Magazine article The New Yorker

FIGHTING WORDS; Comment

Magazine article The New Yorker

FIGHTING WORDS; Comment

Article excerpt

Earlier this month at the National Press Club, in Washington, two expert September 11th political opportunists joined in an embrace, when Pat Robertson, the televangelist who attributed the terrorist attacks to American sinfulness, endorsed Rudy Giuliani, the Republican Presidential front-runner whose every campaign sentence, according to Senator Joseph Biden, consists of "a noun and a verb and 9/11." Robertson explained his support for the pro-choice, pro-gay-rights candidate by stating, "The overriding issue before the American people is the defense of our population from the bloodlust of Islamic terrorists"--bringing to mind no one so much as the foreign-policy commentator Borat, who told a rodeo audience in Virginia, "May George Bush drink the blood of every single man, woman, and child of Iraq."

As the tide goes out on President Bush's foreign policy, the mass of flotsam left behind includes a Republican Party that no longer knows how to be reasonable. Whenever its leading Presidential candidates appear before partisan audiences, they try to outdo one another in pledging loyalty oaths to the use of force, pandering to the war lobby as if they were Democrats addressing the teachers' union. Giuliani has surrounded himself with a group of advisers--from Norman Podhoretz to the former Pentagon official Michael Rubin--who, having got Iraq spectacularly wrong, seem determined to make up for it by doing the same thing in Iran. Giuliani approaches foreign policy in the same mood of barely restrained eagerness for confrontation with which, as mayor of New York, he went after criminals. He has essentially promised to go to war with Iran in order to prevent it from acquiring nuclear weapons, and he recently suggested that waterboarding is only torture when the wrong people are doing it, and blamed the "liberal media" for giving it a bad name. He has said that he would improve America's miserable image around the world by threatening State Department diplomats with unnamed consequences unless they defend United States foreign policy more aggressively. "The era of cost-free anti-Americanism must end," Giuliani snarled in the polite pages of Foreign Affairs, which had invited candidates to lay out their views.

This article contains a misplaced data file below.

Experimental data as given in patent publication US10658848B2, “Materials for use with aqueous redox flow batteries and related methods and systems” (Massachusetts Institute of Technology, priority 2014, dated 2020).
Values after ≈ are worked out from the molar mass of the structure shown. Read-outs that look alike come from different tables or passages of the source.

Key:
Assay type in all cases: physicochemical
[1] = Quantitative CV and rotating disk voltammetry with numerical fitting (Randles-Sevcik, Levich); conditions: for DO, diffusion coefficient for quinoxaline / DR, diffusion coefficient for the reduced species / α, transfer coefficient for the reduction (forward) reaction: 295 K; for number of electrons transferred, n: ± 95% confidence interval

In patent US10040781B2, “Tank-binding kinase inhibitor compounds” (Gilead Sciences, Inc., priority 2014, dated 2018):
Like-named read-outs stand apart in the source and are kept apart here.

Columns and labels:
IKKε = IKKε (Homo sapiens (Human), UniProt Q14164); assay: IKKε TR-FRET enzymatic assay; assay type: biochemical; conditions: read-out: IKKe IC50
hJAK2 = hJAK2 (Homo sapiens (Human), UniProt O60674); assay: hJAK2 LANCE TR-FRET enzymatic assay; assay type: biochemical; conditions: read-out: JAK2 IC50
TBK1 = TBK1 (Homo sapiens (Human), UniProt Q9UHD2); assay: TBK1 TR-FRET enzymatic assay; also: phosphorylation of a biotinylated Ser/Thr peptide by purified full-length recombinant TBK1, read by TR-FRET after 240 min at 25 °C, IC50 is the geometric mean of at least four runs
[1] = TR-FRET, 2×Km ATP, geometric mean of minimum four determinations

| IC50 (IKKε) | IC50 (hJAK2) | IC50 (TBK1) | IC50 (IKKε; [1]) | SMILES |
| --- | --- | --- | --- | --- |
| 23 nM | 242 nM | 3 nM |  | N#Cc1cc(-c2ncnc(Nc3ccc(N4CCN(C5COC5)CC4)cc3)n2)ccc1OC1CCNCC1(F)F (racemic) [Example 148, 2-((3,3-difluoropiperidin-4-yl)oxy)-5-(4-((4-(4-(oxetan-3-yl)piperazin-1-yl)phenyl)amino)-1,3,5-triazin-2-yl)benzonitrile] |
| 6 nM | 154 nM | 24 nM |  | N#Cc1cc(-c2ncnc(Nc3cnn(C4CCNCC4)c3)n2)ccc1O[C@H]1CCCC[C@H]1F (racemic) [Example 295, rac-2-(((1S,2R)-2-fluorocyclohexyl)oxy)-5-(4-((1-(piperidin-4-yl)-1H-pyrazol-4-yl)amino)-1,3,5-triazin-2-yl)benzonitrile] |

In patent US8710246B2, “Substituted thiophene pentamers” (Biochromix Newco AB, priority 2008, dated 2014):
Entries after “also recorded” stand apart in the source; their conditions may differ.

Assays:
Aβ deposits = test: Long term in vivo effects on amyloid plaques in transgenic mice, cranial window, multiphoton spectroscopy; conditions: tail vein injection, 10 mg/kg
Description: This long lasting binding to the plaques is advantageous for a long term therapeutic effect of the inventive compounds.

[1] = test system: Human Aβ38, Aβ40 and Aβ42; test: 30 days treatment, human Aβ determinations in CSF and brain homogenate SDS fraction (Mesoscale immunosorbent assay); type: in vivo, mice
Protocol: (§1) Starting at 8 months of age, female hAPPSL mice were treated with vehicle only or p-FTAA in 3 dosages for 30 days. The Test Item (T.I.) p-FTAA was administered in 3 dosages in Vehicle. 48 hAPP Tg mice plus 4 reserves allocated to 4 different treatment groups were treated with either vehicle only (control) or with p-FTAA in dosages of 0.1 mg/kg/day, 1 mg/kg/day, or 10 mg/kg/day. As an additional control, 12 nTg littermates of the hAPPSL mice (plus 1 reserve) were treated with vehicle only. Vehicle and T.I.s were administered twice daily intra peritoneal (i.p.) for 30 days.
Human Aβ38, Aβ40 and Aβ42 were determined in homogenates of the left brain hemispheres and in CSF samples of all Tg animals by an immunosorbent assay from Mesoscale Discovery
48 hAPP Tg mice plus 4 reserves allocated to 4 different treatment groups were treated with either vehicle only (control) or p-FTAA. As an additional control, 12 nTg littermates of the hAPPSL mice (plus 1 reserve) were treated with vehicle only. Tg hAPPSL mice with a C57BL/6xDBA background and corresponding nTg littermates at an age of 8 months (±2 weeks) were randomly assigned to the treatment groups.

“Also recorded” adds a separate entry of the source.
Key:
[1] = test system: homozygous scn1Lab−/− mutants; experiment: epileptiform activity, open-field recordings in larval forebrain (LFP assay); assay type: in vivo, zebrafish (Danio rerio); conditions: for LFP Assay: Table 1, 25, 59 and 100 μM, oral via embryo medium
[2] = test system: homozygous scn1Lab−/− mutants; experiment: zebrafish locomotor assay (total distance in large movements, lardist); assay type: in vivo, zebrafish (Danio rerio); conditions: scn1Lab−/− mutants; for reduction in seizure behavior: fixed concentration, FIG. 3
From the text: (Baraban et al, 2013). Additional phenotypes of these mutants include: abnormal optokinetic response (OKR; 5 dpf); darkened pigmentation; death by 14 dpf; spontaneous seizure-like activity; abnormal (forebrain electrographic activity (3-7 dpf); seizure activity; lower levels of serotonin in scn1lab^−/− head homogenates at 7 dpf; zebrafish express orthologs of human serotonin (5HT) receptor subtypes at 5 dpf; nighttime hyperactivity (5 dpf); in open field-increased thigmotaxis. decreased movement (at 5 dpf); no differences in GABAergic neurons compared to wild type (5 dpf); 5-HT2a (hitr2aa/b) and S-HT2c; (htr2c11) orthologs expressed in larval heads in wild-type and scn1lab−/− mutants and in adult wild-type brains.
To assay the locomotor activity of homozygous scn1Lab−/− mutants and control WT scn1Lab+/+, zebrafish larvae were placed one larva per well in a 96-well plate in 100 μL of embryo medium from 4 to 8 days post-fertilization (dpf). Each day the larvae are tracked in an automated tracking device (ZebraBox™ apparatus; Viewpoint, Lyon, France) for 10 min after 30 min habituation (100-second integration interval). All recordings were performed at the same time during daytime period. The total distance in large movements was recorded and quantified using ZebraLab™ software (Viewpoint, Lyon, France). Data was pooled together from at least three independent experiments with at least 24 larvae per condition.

Mitt Romney, perhaps sensing that his military bona fides might be in question, has declared his readiness to out-Cheney Dick Cheney and "double Guantanamo." In an ad, he strolls across the lawn of a large suburban home, like a financial adviser in a Charles Schwab commercial, and intones, "It's this century's nightmare--jihadism. Violent, radical Islamic fundamentalism. Their goal is to unite the world under a single jihadist caliphate. To do that, they must collapse freedom-loving nations, like us." John McCain, who does not believe that the definition of torture depends on who's doing it, has staked his campaign on a long-term victory in Iraq through the strategy of the surge, which is destined to end around the time the parties gather to nominate their candidates, next summer. For Fred Thompson foreign policy is mostly immigration policy--he just wants the borders patrolled with heavy force.

In 1968, when the Democrats tried to hold on to the White House during a disastrous war, the Party self-destructed at the Chicago Convention. But in 2008, in Minneapolis, the Republicans will nominate a candidate on a promise of four more years of the same. The one piece of Bush's foreign policy that the leading Republicans haven't taken up (again, with the occasional exception of McCain) is his "freedom agenda. …

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